Roth Weaver: [The industry has] squeezed the inner line over the last few years because companies have not been able to raise monthly fees enough to correspond with operational costs--especially the rising price of labor and insurance. The recession had an impact on the annual incomes of seniors. Many who would have chosen assisted living are now moving in with family to save money. The entire industry has gotten creative about enticing customers with financial incentives. With high operational costs and competition for residents, the need for alternative revenue sources is going to grow.

Jim "Piet" Pietrzak,, president, Smith/Packett Med-Com, Roanoke, Va.: Certainly for skilled nursing facilities, the situation is dysfunctional. We have a system where every facility that takes an indigent loses money. I saw a state report recently that shows that a facility loses $10 a day for every Medicaid patient it takes. [Skilled nursing facilities] must rely on Medicare and private pay residents to make up its losses on Medicaid patients.

Richard Brockman, president, Camden Nursing Facility Inc., Camden, Ala.: The short answer is that there is always a need to increase revenue especially with our problems with Medicaid and Medicare reimbursement. We're seeing a lot of states cutback Medicaid funding. And we know that Medicaid reimbursements do not keep pace with inflation, which means that many nursing homes are inadequately funded.

CLTC: Do alternatives exist for facilities that need additional revenue sources?

Jim "Piet" Pietrzak: There aren't good alternative revenue choices for some skilled nursing facilities. One of the biggest problems for many is an aging inventory. Their 30-year-old building is not going to attract high revenue sources. Most of their residents will be on Medicaid, which is inadequate to meet costs. And another enormous drain on nursing facilities is liability insurance. That's where a large percentage of our revenue goes.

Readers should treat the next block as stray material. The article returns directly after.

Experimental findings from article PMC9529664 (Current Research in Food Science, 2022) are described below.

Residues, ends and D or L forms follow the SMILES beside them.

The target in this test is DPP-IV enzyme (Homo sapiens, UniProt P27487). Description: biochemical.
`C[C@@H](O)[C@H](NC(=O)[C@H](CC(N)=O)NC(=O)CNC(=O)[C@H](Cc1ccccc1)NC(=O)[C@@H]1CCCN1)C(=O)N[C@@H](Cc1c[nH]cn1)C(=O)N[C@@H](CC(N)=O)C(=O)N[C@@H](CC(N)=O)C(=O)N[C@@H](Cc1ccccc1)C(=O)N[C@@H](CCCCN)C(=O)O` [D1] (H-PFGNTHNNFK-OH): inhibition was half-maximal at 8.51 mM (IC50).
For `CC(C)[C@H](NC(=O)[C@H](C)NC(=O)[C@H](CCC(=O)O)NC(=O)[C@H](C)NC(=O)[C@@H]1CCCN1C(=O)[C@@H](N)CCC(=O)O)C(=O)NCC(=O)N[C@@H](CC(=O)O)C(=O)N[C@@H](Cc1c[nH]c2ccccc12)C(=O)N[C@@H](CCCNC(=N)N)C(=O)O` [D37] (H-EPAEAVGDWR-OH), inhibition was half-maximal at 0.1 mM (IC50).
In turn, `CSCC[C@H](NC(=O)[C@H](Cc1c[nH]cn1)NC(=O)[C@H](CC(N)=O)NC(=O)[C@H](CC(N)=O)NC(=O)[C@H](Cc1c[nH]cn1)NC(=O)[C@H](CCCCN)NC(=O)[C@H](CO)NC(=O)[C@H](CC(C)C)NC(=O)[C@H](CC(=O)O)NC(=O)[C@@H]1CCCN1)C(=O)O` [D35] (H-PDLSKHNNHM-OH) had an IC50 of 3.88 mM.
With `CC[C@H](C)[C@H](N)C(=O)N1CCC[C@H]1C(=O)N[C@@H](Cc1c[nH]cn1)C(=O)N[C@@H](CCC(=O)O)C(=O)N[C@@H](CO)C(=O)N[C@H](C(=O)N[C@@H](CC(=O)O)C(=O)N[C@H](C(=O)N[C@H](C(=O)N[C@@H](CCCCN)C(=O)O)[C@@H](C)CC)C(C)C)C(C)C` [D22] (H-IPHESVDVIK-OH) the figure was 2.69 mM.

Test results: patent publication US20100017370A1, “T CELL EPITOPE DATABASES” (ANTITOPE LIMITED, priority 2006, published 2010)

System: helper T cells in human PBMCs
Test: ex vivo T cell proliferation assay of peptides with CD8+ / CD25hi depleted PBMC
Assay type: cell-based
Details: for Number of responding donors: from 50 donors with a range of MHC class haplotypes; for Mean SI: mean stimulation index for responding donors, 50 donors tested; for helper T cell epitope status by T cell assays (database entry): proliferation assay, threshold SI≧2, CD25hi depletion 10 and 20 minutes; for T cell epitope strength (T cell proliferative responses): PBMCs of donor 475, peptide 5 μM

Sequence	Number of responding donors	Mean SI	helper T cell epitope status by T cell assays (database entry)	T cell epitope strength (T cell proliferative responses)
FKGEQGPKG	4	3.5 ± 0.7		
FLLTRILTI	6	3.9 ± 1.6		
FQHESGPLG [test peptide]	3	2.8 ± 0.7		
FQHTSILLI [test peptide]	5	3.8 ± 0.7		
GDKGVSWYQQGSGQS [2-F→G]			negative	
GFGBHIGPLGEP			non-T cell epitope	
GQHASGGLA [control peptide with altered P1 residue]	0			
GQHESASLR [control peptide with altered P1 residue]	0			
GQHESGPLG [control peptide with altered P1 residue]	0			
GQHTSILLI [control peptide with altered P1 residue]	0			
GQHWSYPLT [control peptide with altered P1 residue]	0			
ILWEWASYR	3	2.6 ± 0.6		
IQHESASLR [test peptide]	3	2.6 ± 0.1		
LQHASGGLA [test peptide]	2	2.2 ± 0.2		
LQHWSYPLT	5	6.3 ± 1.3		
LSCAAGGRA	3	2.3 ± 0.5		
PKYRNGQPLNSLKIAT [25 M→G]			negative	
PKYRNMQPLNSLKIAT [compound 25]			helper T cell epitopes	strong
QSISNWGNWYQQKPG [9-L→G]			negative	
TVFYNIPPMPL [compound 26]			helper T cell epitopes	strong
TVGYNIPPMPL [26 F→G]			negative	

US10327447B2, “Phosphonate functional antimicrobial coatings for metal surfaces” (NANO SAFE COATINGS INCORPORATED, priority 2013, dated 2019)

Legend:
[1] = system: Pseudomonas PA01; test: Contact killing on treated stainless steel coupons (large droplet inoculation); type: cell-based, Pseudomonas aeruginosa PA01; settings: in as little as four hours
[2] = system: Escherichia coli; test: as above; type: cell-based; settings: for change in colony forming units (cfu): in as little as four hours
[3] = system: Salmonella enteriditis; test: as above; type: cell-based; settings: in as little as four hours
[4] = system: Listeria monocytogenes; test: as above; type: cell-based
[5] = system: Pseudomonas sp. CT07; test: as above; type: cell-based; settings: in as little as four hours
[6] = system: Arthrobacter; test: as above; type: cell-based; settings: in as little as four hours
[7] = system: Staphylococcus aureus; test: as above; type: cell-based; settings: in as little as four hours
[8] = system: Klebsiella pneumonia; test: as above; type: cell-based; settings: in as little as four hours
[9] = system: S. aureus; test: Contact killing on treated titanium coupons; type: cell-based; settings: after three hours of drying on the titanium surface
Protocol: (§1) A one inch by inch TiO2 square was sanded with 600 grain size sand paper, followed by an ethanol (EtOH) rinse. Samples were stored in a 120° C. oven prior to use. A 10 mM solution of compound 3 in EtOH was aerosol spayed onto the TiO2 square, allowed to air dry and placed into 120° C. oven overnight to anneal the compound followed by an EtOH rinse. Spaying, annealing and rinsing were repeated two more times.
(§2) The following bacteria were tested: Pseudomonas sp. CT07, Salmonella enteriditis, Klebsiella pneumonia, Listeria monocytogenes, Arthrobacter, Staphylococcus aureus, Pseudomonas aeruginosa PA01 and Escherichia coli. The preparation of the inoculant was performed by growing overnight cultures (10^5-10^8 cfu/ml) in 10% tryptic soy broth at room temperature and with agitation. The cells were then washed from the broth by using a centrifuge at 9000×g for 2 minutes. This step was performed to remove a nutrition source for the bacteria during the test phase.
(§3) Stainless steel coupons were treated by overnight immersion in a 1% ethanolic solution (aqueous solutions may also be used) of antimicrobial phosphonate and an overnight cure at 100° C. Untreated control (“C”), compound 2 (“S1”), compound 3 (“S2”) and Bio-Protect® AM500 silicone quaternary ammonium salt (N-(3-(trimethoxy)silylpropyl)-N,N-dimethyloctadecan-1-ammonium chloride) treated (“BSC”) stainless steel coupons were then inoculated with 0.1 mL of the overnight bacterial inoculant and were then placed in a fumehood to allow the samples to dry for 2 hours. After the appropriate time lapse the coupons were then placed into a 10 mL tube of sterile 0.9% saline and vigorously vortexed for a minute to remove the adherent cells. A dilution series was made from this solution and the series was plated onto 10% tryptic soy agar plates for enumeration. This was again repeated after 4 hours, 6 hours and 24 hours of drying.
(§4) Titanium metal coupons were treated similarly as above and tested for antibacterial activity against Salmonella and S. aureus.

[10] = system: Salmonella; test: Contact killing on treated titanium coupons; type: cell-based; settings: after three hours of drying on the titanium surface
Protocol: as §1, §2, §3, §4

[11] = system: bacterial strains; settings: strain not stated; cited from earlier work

Monique Bimler: Alternatives exist. Some of our clients are adding to their revenue line by providing hospice services through an arrangement with local hospitals. Others are offering skilled nursing to non-residents for special treatments or therapy.

Paul Diaz, president and chief operations; officer, Kindred Health Care, Louisville, Ky.: Unfortunately, there's no room to cut costs. We've cut as much as we can and still maintain a level of service and staff. [Instead,] we're looking at markets that we, as skilled nursing facilities, can tap into--such as our units for Alzheimer's and dementia patients. We're looking at expansions and service options that will make us more attractive to private pay residents. Our goal is to increase and maintain private pay and overall occupancy.

Jim Wang: Hearthstone provides assisted living and Alzheimer's programs. Our alternative revenue sources are programs such as adult daycare and respite care. We hope to convert program participants into permanent residents by showing them and their families the quality of our care, our facilities and services.

Ray Braun: [A company's] options depend on the skills of the operator and the unmet needs in the market. Revenue can be added by developing new programs or by leveraging existing programs. New programs could be: specific disease management, medically complex care and specialized care.